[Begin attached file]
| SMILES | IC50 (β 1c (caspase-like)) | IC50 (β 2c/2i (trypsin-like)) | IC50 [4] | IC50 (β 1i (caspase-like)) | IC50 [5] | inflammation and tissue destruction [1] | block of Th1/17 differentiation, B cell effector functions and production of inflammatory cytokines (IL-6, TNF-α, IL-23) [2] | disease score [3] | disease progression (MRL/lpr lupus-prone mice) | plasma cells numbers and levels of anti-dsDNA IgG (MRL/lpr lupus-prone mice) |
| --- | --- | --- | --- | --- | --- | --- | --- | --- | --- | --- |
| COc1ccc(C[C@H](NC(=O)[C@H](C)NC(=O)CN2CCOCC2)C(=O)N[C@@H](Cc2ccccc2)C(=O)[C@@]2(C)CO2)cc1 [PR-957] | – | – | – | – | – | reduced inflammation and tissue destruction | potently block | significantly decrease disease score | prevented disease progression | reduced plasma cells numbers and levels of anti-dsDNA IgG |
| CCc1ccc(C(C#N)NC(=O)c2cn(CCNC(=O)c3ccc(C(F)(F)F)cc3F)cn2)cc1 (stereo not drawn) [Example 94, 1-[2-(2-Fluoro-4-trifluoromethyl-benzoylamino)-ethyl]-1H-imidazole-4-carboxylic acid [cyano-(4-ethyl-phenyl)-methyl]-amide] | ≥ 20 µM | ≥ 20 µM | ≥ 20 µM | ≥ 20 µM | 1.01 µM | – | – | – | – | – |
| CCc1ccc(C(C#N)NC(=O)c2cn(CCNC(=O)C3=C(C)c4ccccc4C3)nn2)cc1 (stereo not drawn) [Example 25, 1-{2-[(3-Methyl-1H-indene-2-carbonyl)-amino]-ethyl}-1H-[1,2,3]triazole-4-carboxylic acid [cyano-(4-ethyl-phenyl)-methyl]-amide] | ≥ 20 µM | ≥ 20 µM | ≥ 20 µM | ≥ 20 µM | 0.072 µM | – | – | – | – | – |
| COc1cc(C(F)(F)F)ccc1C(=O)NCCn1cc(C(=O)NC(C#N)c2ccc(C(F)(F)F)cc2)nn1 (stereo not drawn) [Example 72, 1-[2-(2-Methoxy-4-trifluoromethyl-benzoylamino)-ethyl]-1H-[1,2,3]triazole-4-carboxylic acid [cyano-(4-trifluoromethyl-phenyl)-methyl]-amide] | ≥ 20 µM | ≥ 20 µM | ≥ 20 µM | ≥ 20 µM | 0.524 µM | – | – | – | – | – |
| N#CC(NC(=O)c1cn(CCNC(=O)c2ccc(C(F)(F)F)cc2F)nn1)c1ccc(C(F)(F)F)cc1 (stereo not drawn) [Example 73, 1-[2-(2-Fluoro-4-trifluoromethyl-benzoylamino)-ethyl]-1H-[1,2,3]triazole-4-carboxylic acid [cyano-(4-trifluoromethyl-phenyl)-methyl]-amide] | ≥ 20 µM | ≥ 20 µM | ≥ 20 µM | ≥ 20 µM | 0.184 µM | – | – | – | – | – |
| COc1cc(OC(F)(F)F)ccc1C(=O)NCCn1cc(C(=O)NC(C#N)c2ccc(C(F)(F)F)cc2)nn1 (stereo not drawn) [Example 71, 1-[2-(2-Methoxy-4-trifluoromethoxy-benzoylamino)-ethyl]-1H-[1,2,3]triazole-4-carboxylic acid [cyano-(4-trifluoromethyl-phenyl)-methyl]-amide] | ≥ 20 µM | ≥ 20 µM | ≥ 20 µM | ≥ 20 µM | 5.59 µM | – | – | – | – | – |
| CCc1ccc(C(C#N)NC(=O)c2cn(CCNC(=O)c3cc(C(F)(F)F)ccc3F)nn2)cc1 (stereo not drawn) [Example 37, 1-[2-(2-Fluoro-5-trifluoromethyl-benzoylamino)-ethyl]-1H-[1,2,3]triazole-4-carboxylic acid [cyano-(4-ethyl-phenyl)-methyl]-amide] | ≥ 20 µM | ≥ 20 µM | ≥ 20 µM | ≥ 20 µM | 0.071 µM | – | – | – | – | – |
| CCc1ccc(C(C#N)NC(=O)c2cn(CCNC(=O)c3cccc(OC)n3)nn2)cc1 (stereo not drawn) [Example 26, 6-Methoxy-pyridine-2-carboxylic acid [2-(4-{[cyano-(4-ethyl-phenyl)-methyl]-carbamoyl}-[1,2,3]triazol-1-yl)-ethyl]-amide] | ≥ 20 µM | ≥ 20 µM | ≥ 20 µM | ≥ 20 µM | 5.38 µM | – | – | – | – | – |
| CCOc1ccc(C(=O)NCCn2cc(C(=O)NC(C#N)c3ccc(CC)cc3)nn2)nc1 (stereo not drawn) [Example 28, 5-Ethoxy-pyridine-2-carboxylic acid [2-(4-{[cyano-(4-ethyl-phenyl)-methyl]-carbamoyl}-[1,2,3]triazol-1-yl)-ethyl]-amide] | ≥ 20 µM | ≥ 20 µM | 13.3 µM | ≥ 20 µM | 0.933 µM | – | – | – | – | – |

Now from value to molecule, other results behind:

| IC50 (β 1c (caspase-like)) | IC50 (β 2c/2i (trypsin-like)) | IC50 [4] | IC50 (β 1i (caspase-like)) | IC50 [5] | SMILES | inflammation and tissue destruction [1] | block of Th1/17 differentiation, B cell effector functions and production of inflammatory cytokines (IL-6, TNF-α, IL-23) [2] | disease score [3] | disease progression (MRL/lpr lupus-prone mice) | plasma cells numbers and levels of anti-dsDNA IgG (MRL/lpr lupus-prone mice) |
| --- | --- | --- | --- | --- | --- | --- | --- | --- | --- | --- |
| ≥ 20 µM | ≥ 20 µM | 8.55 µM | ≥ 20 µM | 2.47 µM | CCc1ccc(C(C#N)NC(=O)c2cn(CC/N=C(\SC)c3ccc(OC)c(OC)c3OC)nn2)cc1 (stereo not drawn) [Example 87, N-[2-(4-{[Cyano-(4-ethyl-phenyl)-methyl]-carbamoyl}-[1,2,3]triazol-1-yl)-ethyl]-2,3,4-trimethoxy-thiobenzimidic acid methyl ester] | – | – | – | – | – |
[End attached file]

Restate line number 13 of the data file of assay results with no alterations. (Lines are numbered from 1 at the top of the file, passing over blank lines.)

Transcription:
| IC50 (β 1c (caspase-like)) | IC50 (β 2c/2i (trypsin-like)) | IC50 [4] | IC50 (β 1i (caspase-like)) | IC50 [5] | SMILES | inflammation and tissue destruction [1] | block of Th1/17 differentiation, B cell effector functions and production of inflammatory cytokines (IL-6, TNF-α, IL-23) [2] | disease score [3] | disease progression (MRL/lpr lupus-prone mice) | plasma cells numbers and levels of anti-dsDNA IgG (MRL/lpr lupus-prone mice) |